Decades old co-management benefit today’s South Sound chum salmon

SQ chum genetics (2) small for web
Michael West, fisheries technician for the Squaxin Island Tribe, samples a chum salmon in a South Sound creek.

Fisheries management decisions made decades ago by the Squaxin Island Tribe and their state salmon co-managers are still paying dividends for the Kennedy Creek chum run.

In the early 1980s – just a few years after the U.S. Supreme Court upheld the tribe’s status as a salmon co-manager – the tribe and state made some dramatic changes.

“The most drastic step was that the tribe stopped fishing for four years to help build the run back up,” said Joe Peters, harvest management biologist for the tribe. “Such a big change wouldn’t work everywhere, but there was habitat for the chum to return to on Kennedy Creek.”

The state also stopped mining chum eggs out of Kennedy Creek to support their hatchery programs.

The most important step was negotiating with tribal and non-tribal fishermen farther north in Puget Sound to create a window in their fisheries to allow South Sound chum to pass. “For decades now, there’s a week to ten-day break in those northern fisheries,” Peters said. “They can still fish up there, but there’s less pressure on the fish trying to make their way down here.”

Kennedy Creek has become a place with these massive yearly runs because its a great place for chum habitat wise, but also because we manage fisheries well,” Peters said.

The tribe continues to actively manage fisheries on Kennedy Creek chum. Five years ago, the tribe began restricting its coho fishery at a popular fishing site to protect the wild chum.

The tribe closed coho fishing at Arcadia Beach, a tribally owned boat launch that is one of the easiest spots for tribal fishers to access. But the beach is also where a lot of chum returning to Kennedy Creek happen to be during coho fishing season. “Usually, chum and coho migrate during different time windows, but Kennedy Creek chum tend to show up early, so they can be caught during coho season right around Arcadia,” Peters said.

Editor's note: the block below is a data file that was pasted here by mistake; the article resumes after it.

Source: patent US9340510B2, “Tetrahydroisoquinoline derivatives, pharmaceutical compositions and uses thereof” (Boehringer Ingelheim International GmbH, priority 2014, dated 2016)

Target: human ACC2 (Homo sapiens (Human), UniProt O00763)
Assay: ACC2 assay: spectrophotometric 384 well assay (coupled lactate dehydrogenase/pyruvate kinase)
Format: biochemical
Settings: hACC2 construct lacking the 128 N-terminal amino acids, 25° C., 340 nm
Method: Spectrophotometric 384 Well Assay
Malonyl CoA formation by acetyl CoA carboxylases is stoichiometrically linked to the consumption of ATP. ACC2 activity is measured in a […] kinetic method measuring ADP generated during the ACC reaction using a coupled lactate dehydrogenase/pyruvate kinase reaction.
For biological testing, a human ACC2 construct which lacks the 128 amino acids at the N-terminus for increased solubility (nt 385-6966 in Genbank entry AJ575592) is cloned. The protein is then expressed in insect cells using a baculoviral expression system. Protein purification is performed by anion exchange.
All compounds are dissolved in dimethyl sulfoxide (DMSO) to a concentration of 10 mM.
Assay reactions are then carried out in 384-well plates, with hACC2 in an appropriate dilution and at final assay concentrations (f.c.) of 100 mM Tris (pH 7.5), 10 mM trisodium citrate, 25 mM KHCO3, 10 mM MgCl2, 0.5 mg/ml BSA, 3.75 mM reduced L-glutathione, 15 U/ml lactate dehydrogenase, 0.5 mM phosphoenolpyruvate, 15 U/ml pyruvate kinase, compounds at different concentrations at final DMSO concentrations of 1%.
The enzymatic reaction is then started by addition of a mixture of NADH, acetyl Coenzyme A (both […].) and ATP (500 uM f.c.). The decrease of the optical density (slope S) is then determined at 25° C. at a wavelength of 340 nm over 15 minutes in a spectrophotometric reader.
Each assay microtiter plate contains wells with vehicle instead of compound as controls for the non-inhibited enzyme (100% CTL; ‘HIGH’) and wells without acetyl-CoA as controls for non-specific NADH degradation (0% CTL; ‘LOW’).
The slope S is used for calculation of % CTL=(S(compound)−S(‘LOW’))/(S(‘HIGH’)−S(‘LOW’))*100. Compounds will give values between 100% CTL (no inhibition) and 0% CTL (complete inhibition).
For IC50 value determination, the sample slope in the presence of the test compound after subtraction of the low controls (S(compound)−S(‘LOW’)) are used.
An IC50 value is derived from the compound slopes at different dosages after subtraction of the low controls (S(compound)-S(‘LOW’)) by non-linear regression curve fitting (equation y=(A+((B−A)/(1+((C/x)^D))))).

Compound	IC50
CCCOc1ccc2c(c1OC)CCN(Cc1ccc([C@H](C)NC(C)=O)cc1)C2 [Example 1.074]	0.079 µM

An unusually high number of chum were caught at Arcadia during coho season, That led the tribe to close its chum fishery for a couple of weeks in November to ensure enough fish made it back to Kennedy Creek. “Arcadia is a small area to close during coho, but the benefits we’re likely to see during chum fishing outweigh the cost,” Peters said.

Returns to the spawning grounds are closely monitored to aid in-season fisheries management. By keeping a close eye on the salmon in the streams, the tribe can decide whether to open fisheries in adjoining bays.

“If the tribe wants to open a chum fishery in Totten Inlet, for example, we need to make sure enough chum salmon are making their way onto the spawning grounds on Kennedy Creek, which flows into Totten,” said Peters. “Spawning surveys are the only way to really get a good idea of how many salmon are going up the creeks to spawn.”

“The chum runs that the Squaxin Tribe fishes on are healthy because of well managed fisheries and good habitat. The health of these runs emphasize the need for protecting and restoring salmon habitat,” Peters said. “Without good spawning habitat, chum salmon would be in deep trouble.”